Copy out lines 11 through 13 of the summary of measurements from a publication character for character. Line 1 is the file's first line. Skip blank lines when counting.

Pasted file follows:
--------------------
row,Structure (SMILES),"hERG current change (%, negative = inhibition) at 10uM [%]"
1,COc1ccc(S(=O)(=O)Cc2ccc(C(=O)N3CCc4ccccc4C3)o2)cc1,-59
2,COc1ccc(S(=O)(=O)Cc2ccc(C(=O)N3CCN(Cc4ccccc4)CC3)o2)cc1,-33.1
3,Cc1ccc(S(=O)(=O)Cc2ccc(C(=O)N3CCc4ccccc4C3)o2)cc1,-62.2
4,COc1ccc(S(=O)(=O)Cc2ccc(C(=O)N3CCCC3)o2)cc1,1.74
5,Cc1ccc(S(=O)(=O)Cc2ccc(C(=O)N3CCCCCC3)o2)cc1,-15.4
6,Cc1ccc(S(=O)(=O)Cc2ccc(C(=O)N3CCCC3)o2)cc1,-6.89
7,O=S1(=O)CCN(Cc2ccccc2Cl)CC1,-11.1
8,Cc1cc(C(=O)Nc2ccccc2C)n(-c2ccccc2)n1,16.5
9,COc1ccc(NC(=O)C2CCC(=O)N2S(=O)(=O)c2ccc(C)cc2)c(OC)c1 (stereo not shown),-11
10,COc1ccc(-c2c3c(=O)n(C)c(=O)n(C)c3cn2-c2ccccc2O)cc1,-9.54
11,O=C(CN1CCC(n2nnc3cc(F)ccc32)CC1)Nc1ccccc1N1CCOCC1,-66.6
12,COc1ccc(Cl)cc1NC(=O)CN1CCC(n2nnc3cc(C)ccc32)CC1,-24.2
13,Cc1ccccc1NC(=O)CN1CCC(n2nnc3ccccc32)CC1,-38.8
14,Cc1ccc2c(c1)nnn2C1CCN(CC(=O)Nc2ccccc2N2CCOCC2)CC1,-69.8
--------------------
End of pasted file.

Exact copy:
10,COc1ccc(-c2c3c(=O)n(C)c(=O)n(C)c3cn2-c2ccccc2O)cc1,-9.54
11,O=C(CN1CCC(n2nnc3cc(F)ccc32)CC1)Nc1ccccc1N1CCOCC1,-66.6
12,COc1ccc(Cl)cc1NC(=O)CN1CCC(n2nnc3cc(C)ccc32)CC1,-24.2